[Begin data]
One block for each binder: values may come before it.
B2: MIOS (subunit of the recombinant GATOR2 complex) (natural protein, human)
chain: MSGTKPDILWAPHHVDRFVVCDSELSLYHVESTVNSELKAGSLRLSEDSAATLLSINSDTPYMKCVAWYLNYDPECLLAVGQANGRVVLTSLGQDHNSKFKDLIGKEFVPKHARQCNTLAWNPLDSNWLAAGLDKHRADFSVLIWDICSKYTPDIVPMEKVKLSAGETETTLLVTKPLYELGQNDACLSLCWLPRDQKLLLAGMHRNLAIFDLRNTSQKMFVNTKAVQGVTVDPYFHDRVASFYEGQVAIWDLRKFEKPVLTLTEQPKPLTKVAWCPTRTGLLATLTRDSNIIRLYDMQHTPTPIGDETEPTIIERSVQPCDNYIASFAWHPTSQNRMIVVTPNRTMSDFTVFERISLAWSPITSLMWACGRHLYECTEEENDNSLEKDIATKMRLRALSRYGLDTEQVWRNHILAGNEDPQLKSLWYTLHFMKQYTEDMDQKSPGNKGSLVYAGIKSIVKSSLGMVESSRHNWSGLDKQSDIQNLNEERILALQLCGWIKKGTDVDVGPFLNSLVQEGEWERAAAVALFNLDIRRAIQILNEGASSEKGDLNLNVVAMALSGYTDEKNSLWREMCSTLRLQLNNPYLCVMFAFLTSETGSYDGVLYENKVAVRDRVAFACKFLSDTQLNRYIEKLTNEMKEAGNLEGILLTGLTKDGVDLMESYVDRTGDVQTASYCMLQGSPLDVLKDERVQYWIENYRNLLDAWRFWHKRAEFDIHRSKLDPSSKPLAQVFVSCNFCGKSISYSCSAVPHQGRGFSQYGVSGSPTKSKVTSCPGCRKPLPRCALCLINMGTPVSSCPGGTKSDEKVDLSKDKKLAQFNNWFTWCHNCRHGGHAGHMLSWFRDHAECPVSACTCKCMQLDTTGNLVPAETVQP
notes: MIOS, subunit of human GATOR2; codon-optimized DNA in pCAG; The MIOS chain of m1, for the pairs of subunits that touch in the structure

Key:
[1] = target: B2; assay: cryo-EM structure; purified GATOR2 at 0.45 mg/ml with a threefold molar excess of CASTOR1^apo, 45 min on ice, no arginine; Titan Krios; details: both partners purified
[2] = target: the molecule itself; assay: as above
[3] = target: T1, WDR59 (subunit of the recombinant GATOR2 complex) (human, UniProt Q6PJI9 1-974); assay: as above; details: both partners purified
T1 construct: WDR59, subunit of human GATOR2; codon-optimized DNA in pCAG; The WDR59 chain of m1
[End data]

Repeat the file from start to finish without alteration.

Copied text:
One block for each binder: values may come before it.
B2: MIOS (subunit of the recombinant GATOR2 complex) (natural protein, human)
chain: MSGTKPDILWAPHHVDRFVVCDSELSLYHVESTVNSELKAGSLRLSEDSAATLLSINSDTPYMKCVAWYLNYDPECLLAVGQANGRVVLTSLGQDHNSKFKDLIGKEFVPKHARQCNTLAWNPLDSNWLAAGLDKHRADFSVLIWDICSKYTPDIVPMEKVKLSAGETETTLLVTKPLYELGQNDACLSLCWLPRDQKLLLAGMHRNLAIFDLRNTSQKMFVNTKAVQGVTVDPYFHDRVASFYEGQVAIWDLRKFEKPVLTLTEQPKPLTKVAWCPTRTGLLATLTRDSNIIRLYDMQHTPTPIGDETEPTIIERSVQPCDNYIASFAWHPTSQNRMIVVTPNRTMSDFTVFERISLAWSPITSLMWACGRHLYECTEEENDNSLEKDIATKMRLRALSRYGLDTEQVWRNHILAGNEDPQLKSLWYTLHFMKQYTEDMDQKSPGNKGSLVYAGIKSIVKSSLGMVESSRHNWSGLDKQSDIQNLNEERILALQLCGWIKKGTDVDVGPFLNSLVQEGEWERAAAVALFNLDIRRAIQILNEGASSEKGDLNLNVVAMALSGYTDEKNSLWREMCSTLRLQLNNPYLCVMFAFLTSETGSYDGVLYENKVAVRDRVAFACKFLSDTQLNRYIEKLTNEMKEAGNLEGILLTGLTKDGVDLMESYVDRTGDVQTASYCMLQGSPLDVLKDERVQYWIENYRNLLDAWRFWHKRAEFDIHRSKLDPSSKPLAQVFVSCNFCGKSISYSCSAVPHQGRGFSQYGVSGSPTKSKVTSCPGCRKPLPRCALCLINMGTPVSSCPGGTKSDEKVDLSKDKKLAQFNNWFTWCHNCRHGGHAGHMLSWFRDHAECPVSACTCKCMQLDTTGNLVPAETVQP
notes: MIOS, subunit of human GATOR2; codon-optimized DNA in pCAG; The MIOS chain of m1, for the pairs of subunits that touch in the structure

Key:
[1] = target: B2; assay: cryo-EM structure; purified GATOR2 at 0.45 mg/ml with a threefold molar excess of CASTOR1^apo, 45 min on ice, no arginine; Titan Krios; details: both partners purified
[2] = target: the molecule itself; assay: as above
[3] = target: T1, WDR59 (subunit of the recombinant GATOR2 complex) (human, UniProt Q6PJI9 1-974); assay: as above; details: both partners purified
T1 construct: WDR59, subunit of human GATOR2; codon-optimized DNA in pCAG; The WDR59 chain of m1